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ANALYSIS

Clinton Scrambles to Try to Reverse Obama's Momentum

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By Dan Balz and Anne E. Kornblut
Washington Post Staff Writers
Thursday, February 14, 2008

After big losses to Sen. Barack Obama in Tuesday's Potomac Primary, Sen. Hillary Rodham Clinton signaled yesterday that she will challenge her rival more aggressively, launching new television ads and attempting to overcome the Obama campaign's clear organizational advantages.

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The pummeling she took in Maryland, Virginia and the District raised new questions about her campaign's message and strategy, which Democratic strategists said she must fix if she hopes to slow Obama's growing momentum in time to defeat him in what are now must-win contests in Ohio and Texas on March 4.

"I don't believe she can wait to March 4," Democratic strategist Bill Carrick said. "She has to make a stand [in Wisconsin]. There is a national trend taking hold in state after state. The early polls show a big lead and then start to evaporate when the campaign gets engaged. Texas and Ohio are not demographic enclaves immune from the national political trend."

Added another Democratic strategist: "She is doing shockingly little right now to refresh and recharge her message, to make herself or her campaign interesting, or to offer a credible alternative Obama's narrative of what the race is about. . . . She has to find a way to do those things on the way to Texas and Ohio."

Maggie Williams, Clinton's new campaign manager, conveyed the sense of urgency felt inside the campaign when she said during a conference call she and Clinton held yesterday that a number of aides had spent the night at the Virginia headquarters.

Clinton was described as energetic during the 40-minute conference call with supporters, according to one person who listened in. She noted the campaign's fundraising of late and pointed out that Ohio and Texas have enough delegates at stake to vault her back into the lead if she does well.

Clinton's first step in trying to reverse Obama's momentum came early yesterday with a release of a new ad criticizing her rival for refusing to debate in Wisconsin before next Tuesday's primary. But while that suggested Clinton may get tougher with Obama, her initial moves were tentative. Speaking at a rally in McAllen, Tex., yesterday morning, she said: "I am in the solutions business. My opponent is in the promises business. I think we need answers, not questions."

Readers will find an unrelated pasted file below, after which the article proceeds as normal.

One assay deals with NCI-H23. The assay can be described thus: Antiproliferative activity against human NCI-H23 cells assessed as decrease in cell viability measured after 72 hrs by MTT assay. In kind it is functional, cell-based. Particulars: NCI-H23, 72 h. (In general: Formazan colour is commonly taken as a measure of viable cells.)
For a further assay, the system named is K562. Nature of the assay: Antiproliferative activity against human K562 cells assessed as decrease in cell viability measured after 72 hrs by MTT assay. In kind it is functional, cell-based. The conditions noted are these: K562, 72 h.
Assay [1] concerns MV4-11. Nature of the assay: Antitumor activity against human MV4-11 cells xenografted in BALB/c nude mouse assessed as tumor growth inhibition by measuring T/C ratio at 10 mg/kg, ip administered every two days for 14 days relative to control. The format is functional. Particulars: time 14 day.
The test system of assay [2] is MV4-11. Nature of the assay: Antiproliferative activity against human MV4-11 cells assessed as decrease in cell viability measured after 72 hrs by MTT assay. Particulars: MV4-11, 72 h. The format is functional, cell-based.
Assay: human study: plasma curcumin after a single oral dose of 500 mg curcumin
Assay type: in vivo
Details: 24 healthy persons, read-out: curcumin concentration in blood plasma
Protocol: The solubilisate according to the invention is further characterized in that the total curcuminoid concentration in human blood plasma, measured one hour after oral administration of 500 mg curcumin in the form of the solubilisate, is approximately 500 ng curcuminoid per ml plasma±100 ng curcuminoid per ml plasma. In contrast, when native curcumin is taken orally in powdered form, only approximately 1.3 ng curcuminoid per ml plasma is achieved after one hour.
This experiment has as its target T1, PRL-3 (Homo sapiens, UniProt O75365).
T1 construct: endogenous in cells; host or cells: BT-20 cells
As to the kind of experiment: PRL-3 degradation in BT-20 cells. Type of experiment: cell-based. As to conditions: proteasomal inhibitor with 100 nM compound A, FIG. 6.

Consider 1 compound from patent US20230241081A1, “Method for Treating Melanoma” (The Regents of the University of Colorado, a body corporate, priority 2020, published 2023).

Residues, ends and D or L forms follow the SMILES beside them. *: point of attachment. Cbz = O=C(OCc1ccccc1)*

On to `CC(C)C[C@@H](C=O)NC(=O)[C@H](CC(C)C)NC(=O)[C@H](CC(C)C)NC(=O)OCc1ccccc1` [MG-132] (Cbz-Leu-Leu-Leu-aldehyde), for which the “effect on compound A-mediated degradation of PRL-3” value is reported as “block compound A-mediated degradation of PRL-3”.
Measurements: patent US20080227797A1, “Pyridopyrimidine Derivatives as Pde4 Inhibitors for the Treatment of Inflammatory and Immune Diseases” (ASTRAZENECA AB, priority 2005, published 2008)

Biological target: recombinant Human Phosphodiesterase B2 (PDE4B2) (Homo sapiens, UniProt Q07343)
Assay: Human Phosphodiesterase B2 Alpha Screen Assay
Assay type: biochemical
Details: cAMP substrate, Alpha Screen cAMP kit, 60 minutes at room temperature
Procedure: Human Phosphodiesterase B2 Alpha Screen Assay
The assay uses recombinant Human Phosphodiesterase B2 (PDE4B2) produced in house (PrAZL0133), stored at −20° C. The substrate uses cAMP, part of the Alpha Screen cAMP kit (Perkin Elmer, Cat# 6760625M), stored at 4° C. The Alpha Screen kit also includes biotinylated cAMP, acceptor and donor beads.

Later, in Robstown, Tex., she addressed the issue of change that has been at the heart of Obama's message. "There's a lot of talk in this campaign about what kind of change we're going to have," she said. "Well, let me just say change is going to happen whether we want it or not. Change is part of life. Change is a constant. The question is who can master and direct change so it actually results in progress for America."

During a news conference, she smiled as she brushed off Tuesday's defeats, noting that her husband had lost Maryland in 1992. "Some weeks one of us is up, and the other's down, and then we reverse it," Clinton said.

The television ad in Wisconsin highlighted one goal of the Clinton campaign, which is to force Obama to agree to more debates. The two are scheduled to meet on Feb. 21 in Texas and on Feb. 26 in Ohio. But advisers to the senator from New York are anxious for more, believing debates are the best opportunity to shift the focus from talk of Obama's gathering momentum to comparisons on matters of substance and readiness.

Wisconsin presents a challenge to Clinton. The campaign had sent mixed signals about how actively she would compete there, and she can ill afford another loss the size of those she suffered on Tuesday. Lopsided victories by Obama not only add to his lead in the delegate hunt but create an unmistakable sense of momentum that could overwhelm Clinton on March 4.

Top Clinton strategists dismissed the idea that Obama's momentum is strong enough to carry him through the next three weeks, noting that perceptions have swung wildly from week to week depending on the outcome of state-by-state contests. Walter Mondale in 1984 and Jimmy Carter in 1980 lost key primaries before winning the nomination, chief strategist Mark Penn reminded reporters during a conference call.


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